I have learned to listen to the playback with an open yet analytical frame of mind, and then set to work on happy improvement. After all, it is all simply a moment in time. Nothing sounds great when it is new, and the problems needing work may have only recently been identified. In five days however, all will be vastly improved if you work on it, and just think what a year will give you. This is the magic reward of being a musician: we can actively do something to improve ourselves. Not many vocations allow this deep level of satisfaction and personal control over improvement. It is our daily work, and we can smile at the end of every day. No one will ever play perfectly, but everyone can focus on improving what the last minute sounded like. Of course, we all hope for that great, free feeling when playing straight from the soul comes out exactly as it felt. If it does not, get the tools out and start honing your craft. Add what is needed and whittle away at what does not belong. A recording device will teach you just how to do this.
The next-best tool is the use of a video camera. I have used one for twelve years now. I started out by borrowing a friend’s state-of-the-art Buick-sized camera with VHS tape. I now have two hard-drive HD video cameras, and use them religiously, especially in practice sessions. As my monitor (playback screen), I use an old 12" television. It can be a revelatory experience to see yourself play and may lead to similar nerves initially. Again, it is a truth-teller about what is, not what we think is happening. You may think you know how you stand, but when busy playing music your posture may gravitate to something different. A video recording will show how you express yourself and what impressions you communicate. Is it strength and confidence, or weakness and fear? You may be expressing things you do not wish to communicate, such as a wince at a wrong note, tired or sloppy posture, a strained face, or lack of enthusiasm for the music. Don’t forget, we are always communicating when we perform. Train to communicate only the information you want to an audience. This training comes from careful listening and watching.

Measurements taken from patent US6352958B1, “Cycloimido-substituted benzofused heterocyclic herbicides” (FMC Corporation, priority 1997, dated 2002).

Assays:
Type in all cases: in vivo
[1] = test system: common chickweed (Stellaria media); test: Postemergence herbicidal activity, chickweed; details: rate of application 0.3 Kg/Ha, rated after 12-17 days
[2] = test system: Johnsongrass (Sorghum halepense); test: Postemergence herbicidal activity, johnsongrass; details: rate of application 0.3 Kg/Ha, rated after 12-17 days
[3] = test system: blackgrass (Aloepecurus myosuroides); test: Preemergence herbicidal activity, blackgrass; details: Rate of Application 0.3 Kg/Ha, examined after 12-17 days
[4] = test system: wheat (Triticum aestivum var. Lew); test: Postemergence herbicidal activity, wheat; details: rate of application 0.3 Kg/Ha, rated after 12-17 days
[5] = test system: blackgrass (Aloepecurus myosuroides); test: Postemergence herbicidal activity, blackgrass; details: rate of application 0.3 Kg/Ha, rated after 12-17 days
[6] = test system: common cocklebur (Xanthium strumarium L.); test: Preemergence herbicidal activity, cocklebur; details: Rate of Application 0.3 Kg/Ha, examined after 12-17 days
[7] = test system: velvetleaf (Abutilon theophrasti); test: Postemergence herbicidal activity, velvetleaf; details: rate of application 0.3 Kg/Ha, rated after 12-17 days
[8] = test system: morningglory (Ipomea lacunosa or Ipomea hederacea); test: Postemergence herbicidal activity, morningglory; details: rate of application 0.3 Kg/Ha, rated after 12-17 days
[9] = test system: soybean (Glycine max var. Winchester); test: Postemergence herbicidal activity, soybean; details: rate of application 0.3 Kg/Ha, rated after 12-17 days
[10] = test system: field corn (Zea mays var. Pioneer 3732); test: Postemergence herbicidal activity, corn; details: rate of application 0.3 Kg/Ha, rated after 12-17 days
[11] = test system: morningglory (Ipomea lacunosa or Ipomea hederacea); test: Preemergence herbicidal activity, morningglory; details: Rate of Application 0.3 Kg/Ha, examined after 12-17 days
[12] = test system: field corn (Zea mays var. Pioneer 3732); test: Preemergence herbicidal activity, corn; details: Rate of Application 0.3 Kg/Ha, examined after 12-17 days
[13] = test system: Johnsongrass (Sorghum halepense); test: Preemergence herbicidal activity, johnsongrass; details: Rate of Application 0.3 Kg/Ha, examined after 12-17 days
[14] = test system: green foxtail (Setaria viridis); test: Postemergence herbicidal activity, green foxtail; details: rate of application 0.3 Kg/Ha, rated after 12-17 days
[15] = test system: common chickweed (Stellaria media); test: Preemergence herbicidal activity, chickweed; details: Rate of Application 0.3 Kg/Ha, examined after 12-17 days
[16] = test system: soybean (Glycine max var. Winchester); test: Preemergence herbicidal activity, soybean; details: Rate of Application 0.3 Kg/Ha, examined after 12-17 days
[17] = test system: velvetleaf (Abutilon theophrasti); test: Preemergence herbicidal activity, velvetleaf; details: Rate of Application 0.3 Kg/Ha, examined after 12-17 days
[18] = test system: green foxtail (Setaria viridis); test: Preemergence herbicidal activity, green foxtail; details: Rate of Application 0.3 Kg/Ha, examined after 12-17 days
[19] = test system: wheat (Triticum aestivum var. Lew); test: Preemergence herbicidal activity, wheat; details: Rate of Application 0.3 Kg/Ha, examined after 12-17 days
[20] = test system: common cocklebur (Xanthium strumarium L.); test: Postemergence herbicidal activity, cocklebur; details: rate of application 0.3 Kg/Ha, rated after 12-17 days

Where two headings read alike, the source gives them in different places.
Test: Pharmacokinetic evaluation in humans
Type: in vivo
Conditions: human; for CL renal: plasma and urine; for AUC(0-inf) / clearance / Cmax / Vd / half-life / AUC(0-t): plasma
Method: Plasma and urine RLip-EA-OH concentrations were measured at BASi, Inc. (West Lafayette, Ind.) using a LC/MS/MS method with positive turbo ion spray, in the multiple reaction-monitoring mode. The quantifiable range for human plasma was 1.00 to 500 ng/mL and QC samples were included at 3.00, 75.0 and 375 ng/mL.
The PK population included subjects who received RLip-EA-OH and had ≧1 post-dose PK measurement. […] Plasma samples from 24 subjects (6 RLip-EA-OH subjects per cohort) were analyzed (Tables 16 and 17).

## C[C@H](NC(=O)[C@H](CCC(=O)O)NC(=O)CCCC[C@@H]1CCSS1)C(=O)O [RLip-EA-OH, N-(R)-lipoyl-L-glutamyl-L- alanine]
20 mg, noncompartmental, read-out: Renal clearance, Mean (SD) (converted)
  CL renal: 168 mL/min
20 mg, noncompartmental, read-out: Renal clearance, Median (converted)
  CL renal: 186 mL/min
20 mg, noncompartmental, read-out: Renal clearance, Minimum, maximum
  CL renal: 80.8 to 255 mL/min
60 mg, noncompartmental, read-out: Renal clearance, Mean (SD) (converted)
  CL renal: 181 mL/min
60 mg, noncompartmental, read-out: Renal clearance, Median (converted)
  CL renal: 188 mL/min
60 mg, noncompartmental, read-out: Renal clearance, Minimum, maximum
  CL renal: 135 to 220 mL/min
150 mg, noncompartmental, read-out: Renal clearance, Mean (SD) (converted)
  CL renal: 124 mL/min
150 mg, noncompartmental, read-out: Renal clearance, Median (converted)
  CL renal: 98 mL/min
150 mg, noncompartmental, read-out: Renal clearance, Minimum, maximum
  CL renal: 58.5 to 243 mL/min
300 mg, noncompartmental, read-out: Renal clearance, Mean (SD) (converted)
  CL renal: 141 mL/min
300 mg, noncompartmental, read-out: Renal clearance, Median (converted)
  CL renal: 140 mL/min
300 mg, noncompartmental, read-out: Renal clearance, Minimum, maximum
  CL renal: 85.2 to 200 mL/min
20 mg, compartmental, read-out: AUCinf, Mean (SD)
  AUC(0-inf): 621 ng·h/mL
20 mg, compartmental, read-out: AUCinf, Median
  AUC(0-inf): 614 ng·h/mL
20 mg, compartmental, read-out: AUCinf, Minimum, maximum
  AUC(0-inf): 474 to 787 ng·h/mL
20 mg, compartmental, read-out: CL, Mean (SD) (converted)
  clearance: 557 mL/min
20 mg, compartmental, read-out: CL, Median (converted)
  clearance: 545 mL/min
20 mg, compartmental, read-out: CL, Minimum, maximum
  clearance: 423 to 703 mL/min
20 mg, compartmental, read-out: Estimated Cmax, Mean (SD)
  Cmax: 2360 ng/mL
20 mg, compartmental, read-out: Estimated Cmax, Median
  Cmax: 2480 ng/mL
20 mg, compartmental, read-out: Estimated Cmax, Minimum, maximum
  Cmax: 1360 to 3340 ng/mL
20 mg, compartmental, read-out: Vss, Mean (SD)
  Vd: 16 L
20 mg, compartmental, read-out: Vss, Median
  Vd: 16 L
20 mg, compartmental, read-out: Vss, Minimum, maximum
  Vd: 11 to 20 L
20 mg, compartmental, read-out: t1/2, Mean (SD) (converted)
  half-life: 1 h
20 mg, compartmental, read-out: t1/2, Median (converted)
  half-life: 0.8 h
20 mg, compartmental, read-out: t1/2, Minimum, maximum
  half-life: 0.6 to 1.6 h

I occasionally video record my students in a lesson. After I have recorded them, I turn the volume completely off for the playback and let them watch their playing. I ask them questions about what they see. What mood are you playing, here? Is it coming across? Does your body change, when the music changes? Is there a sense of playing out to the audience, or into your music stand instead? Are there subtle ways your communication skills can be more deliberate, while remaining natural?
If you don’t own a separate audio recording device, you can use a video camera for both, unless it is just a cell phone which as mentioned before has poor audio quality. If you only have a video camera, I highly recommend that you listen separately to the recording while not viewing the visuals. This will really allow you to focus on the sound and not be distracted by how it looks. It is best to have a separate audio device because the visual element supersedes our ability to really listen deeply, and it is helpful to work separately with these two tools to simplify the information received.
We are fortunate that we are all living in an era when these two machines are so prominent and affordable. They are a teacher you can always have at your fingertips. Use them to learn how to improve your abilities and make the gorgeous music you want with a presentation that will captivate an audience.